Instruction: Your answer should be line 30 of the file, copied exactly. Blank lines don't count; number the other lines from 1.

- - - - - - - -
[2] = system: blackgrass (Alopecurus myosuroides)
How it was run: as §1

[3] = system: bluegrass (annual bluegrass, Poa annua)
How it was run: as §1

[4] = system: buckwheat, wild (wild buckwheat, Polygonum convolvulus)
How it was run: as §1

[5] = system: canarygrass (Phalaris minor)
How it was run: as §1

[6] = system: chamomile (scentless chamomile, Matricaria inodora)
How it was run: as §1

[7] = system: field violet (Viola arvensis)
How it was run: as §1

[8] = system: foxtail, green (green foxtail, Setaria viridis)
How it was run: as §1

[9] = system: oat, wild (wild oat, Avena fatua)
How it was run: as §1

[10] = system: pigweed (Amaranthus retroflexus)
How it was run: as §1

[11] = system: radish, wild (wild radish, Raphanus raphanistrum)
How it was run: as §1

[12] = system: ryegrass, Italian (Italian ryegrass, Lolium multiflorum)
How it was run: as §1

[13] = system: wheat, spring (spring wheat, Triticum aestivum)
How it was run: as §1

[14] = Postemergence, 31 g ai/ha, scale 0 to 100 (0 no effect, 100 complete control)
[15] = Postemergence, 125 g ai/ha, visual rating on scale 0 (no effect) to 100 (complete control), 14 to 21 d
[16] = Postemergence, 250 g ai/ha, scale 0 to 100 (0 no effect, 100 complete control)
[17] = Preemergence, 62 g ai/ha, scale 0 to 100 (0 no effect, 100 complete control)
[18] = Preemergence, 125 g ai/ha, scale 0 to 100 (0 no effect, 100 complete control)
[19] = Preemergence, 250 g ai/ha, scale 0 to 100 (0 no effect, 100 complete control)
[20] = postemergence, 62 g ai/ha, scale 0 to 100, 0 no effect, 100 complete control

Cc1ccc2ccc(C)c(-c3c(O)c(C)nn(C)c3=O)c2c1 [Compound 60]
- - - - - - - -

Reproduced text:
[19] = Preemergence, 250 g ai/ha, scale 0 to 100 (0 no effect, 100 complete control)